The answer reveals the secrets to creating a viral marketing machine.
Back when I worked on the Hawaiian Punch business for P&G, we spent a fair amount of time analyzing how “fads” became popular with kids. We tried to understand what ignited meteoric “viral” success. We learned some ingredients of viral campaigns – ease of acquisition, transmission and novelty – but we never really cracked the code of how to predictably recreate a viral marketing engine.
For the last few years, there have been a host of books presenting research on how to create a viral marketing engine. These texts add insight into the dynamics of viral marketing, but they fail to define how to execute viral marketing well. How, for instance, do you realistically and reliably identify influencers or content creators or mavens?
Then, just as these concepts were making their way into marketing models, newer work by Duncan Watts seems to suggest that many previous models are not, scientifically speaking, valid. He argues that influencers are not all that influential after all. For something to go viral, he believes, is a function of among other things – “right time and right place,” he says.
How then can marketers effectively utilize this seemingly arbitrary dynamic? While researchers like Watts are still experimenting with new models, I’ll offer my own. My model lacks any published scientific study, but it is a theory grounded in understanding that breakthroughs happen when we blend science with human nature. So here goes.
When we think about wildly popular trends, from Pokémon to Facebook, they have a few things in common. They were all easy to share, they all presented a novel experience and the activity was largely democratic – easy for most people to participate. But they also share one other, very important ingredient – they all powerfully satisfy our insatiable human need for “fun”. Yep, that’s it.
Now before you reject “fun” as being too lightweight in strategic value to drive business, it will be instructive to look at the iconic viral success stories for answers.
Let’s start with Ninja Turtles or Pokémon. Their success was grounded in the fact that their fun was incredibly engaging on many levels. They provided different modes of play (cards, video games etc), the fun was easy to transport and play could last hours. “Fun” explains the venerable viral success story of Hush Puppies because Hush Puppies reminded us of when we were kids and fun ruled. Fun by association works as well.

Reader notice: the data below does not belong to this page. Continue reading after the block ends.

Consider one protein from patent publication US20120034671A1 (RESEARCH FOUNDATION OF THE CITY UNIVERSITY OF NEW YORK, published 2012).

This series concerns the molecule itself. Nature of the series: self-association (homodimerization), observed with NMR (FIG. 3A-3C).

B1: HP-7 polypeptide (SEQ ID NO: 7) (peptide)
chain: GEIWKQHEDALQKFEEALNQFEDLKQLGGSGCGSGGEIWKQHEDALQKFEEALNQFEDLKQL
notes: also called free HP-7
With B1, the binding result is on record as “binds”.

Now let’s look at, arguably the most successful viral engine ever – Facebook. When we apply the “fun” filter we see they carefully baked “fun” into every crevice of the user lifecycle – from encouraging friends to find each other and once found, to the plethora of fun ways for the friends to remain connected.
With this new understanding of balancing the latest scientific thinking with the human element of fun, here’s what a workable viral marketing engine might look like:
- Enable easy content distribution.
- Bake in the “6 degrees of distribution” as Watts demonstrated to ensure that messages can be easily transmitted.
- Elevate “fun” to a strategic initiative in customer lifecycle management strategies.
- Concentrate on creating a fun experience throughout users’ experience – from the moment you try to acquire them through every interaction with you.
- Promote as broadly as possible.
- Duncan Watts advocates for mass reach in digital campaigns because without enough reach, you may not have enough “fun distributors” to get the job done. Tonnage is one of the secrets of viral success (counter intuitive as that sounds).
- Timing can improve the odds of viral success.
- Until the day that some clever researcher can scientifically figure out how to time “fads” (and maybe the stock markets too), this is probably the most challenging element in this model to execute. To stack the “timing” odds in your favor, troll the edgy blogs to see what’s percolating.
- Create community to extend the fun.
- Create an opportunity for people to relive the fun via community building programs, whether this is a Facebook group or a formal community. Done well, it is a powerful brand extender.
So there you have it – the new viral marketing engine based on the dual foundation of scientific research coupled with the pure joy of delivering fun. Don’t believe me? Just ask the Facebook people. They made “friend requests” fun and built an empire.
Reprinted from a MediaPost article on October 13, 2009
Filed under: advertising, emarketing, Facebook, judy shapiro, MySpace, online advertising, social media, viral marketing | Tagged: digital marketing, Duncan Watts, Influencers, internet marketing, kid's fads, social media, social networks, video chat, viral marketing |